Locating Job Listings

Job listings on the Internet are extensive. There are hundreds of job board sites, some of which list jobs in many categories or fields and some are specialized in only one area. For example, medreps.com exclusively lists jobs for pharmaceutical and medical sales positions, but indeed.com and simplyhired.com list jobs in every occupational category. Both are the most widely used aggregate sites that compile listings from many other job boards, and in so doing, have extensive listings.

Know that job board sites charge employers to post jobs, and for that reason, along with a company deciding it doesn’t want that much publicity about a job posting, not every company chooses to post to these boards. Instead, they may simply post a job opening on their own corporate website. Therefore, on a regular basis, you should search the corporate sites of organizations that interest you. Linkup.com (different than LinkedIn.com) is a site that scans company websites and compiles their job postings. Like the aggregate job boards, indeed.com and simplyhired.com, this can be a useful, time-saving tool for you.

LinkedIn is a powerhouse tool for the job seeker and there are several ways to engage LinkedIn for job search assistance. First off, you do need a Profile on the site and that Profile needs to be top notch because first impressions are important. If you are writing your own, read articles about how to create a wonderful Profile as it is not simply a cut and paste of your resume. Alternatively, professional resume writers build these Profiles and I routinely do so for my clients.

 If your LinkedIn Profile has the right keywords, when you use the “Jobs” tab on LinkedIn, it will automatically show you jobs it thinks you are a match for. It doesn’t end there, however. You can also do a keyword and location search using the search bar. Furthermore, by joining groups you can increase you visibility and find out about job opportunities (I would categorize this as a form of networking). With LinkedIn you can also look up companies, again with the search bar, similarly to the way you look up people. This will take you to a company’s LinkedIn page, which may have a link to job opportunities. Finally, use LinkedIn after you have identified a company and/or a specific job opening that interests you and then search your connections for an “insider” who can serve as a conduit of information and possibly make an introduction for you.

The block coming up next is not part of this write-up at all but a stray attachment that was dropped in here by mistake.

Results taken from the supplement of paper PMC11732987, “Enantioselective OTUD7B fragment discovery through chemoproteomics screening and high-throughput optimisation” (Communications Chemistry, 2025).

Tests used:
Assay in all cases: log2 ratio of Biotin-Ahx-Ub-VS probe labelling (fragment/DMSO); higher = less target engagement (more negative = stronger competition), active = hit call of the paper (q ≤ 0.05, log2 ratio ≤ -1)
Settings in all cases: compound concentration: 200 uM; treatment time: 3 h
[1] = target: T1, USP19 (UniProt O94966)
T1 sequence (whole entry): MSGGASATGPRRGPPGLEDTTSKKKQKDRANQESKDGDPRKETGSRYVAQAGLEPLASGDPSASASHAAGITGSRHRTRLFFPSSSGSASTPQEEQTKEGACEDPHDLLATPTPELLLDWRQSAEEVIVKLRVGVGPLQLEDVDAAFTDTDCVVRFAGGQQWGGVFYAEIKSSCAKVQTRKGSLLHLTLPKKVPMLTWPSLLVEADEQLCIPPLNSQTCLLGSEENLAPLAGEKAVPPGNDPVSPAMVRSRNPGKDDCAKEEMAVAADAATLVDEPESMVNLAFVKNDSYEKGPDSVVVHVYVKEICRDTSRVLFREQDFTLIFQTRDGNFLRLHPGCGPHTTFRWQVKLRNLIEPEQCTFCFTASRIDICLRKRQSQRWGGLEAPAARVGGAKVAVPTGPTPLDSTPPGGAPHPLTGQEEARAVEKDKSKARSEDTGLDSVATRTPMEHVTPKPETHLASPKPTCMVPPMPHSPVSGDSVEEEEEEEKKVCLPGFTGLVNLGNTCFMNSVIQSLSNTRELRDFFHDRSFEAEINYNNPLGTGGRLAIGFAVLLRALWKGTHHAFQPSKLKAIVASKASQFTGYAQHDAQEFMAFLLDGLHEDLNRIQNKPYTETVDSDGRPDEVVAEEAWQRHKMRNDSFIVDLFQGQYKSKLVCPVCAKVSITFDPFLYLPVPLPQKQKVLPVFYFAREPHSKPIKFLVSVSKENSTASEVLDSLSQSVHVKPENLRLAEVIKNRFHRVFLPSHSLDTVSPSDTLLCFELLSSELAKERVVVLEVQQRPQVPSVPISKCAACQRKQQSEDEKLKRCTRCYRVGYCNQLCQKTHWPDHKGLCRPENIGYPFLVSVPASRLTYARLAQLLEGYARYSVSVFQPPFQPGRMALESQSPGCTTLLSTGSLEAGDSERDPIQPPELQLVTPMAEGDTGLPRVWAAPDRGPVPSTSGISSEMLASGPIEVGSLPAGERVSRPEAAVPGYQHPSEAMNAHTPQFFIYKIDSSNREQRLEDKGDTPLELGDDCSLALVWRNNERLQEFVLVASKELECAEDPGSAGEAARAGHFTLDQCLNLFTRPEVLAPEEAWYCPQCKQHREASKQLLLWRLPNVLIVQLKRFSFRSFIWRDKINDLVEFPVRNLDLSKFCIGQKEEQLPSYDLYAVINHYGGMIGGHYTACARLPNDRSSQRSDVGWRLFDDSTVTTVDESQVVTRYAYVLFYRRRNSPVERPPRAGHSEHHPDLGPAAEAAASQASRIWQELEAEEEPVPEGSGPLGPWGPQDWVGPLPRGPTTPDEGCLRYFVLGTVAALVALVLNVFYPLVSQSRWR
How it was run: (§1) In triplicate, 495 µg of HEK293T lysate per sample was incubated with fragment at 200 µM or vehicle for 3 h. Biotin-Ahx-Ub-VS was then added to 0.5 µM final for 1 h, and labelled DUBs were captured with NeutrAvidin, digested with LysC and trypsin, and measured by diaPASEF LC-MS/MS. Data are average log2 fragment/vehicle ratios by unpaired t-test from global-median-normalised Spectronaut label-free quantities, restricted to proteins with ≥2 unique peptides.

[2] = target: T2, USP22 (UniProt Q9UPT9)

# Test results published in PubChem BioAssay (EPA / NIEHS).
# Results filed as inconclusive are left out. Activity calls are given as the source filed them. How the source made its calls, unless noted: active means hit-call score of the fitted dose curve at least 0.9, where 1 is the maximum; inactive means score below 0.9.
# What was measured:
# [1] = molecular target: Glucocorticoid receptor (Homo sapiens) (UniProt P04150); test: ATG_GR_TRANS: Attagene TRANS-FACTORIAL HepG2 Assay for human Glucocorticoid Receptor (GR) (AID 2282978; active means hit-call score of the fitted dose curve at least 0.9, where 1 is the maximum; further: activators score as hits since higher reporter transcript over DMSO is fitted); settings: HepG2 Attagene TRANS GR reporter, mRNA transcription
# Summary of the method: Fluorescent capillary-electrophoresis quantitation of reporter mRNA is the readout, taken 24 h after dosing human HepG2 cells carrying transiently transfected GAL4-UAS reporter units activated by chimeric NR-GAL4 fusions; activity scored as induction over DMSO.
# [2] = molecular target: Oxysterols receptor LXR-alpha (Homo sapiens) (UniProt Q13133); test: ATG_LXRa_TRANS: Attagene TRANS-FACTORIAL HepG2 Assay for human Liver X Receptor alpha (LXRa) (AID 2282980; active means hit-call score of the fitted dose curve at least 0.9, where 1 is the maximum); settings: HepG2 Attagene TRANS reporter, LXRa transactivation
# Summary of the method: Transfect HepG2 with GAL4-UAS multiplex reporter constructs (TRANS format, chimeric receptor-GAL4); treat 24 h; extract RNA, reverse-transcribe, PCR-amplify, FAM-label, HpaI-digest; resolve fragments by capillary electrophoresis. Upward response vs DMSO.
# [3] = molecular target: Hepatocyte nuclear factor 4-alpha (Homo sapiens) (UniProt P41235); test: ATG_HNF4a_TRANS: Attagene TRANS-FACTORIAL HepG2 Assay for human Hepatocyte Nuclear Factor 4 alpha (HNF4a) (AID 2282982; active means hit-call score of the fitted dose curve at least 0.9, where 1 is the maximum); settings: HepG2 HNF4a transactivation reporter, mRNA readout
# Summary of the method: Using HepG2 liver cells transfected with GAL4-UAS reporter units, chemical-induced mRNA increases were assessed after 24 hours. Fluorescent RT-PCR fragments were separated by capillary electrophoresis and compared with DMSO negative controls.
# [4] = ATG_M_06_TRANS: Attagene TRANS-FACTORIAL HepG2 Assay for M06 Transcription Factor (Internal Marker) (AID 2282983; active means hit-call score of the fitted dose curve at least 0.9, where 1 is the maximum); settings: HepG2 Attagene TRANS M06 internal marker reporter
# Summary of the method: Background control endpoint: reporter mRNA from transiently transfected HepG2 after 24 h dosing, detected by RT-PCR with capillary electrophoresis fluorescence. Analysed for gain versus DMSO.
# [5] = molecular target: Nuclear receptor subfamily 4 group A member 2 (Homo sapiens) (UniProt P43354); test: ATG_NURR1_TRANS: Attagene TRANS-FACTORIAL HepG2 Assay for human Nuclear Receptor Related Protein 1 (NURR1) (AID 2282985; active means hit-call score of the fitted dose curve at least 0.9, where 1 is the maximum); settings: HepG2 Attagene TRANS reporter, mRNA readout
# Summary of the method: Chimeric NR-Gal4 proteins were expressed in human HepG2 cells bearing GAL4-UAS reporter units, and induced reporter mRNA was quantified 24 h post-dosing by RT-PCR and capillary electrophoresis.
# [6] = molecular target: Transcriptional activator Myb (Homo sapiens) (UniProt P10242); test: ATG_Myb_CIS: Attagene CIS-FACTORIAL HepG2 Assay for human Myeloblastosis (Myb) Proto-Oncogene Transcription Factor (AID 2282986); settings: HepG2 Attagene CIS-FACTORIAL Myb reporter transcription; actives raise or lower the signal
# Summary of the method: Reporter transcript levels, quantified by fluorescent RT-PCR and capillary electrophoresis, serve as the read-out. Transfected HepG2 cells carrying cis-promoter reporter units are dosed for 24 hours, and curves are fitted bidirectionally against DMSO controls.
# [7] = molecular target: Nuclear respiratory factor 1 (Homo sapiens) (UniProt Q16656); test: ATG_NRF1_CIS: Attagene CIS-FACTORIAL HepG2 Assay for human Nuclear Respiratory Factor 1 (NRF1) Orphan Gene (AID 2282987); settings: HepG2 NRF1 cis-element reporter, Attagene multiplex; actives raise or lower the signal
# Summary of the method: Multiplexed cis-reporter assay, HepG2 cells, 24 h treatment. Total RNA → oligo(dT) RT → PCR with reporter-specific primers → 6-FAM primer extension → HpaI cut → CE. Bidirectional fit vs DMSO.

There are also job listings on the websites of professional and trade organizations. So, if you are interested in a job in the insurance industry, for example, look at the website of the National Association of Insurance and Financial Advisors (naifa.org).

You can, and should, also look at Craig’s List (craigslist.org) and Twitter. Craig’s list is hit-or-miss. If you check it a few times and don’t see the kind/quality of jobs you are looking for, chances are this will not be a worthwhile site for your job search. Twitter, however, may be more promising. Companies are using Twitter to broadcast job openings. You can also use Twitter to “follow” recruiters, companies, and people in your field. Try search.twitter.com, but you will need to check it every day because content, job related, and otherwise, is not static on Twitter and is quickly lost. 

Facebook can be another tool, but privacy concerns loom big. If you “like” a company, you may receive some useful company news, even about job openings, but make sure you appreciate who can see your posts or your page. Chances are you would not want a potential employer to view your page or posts, so opening up a Facebook line of communication could be problematic unless you are fastidious in keeping your Facebook page entirely professional.

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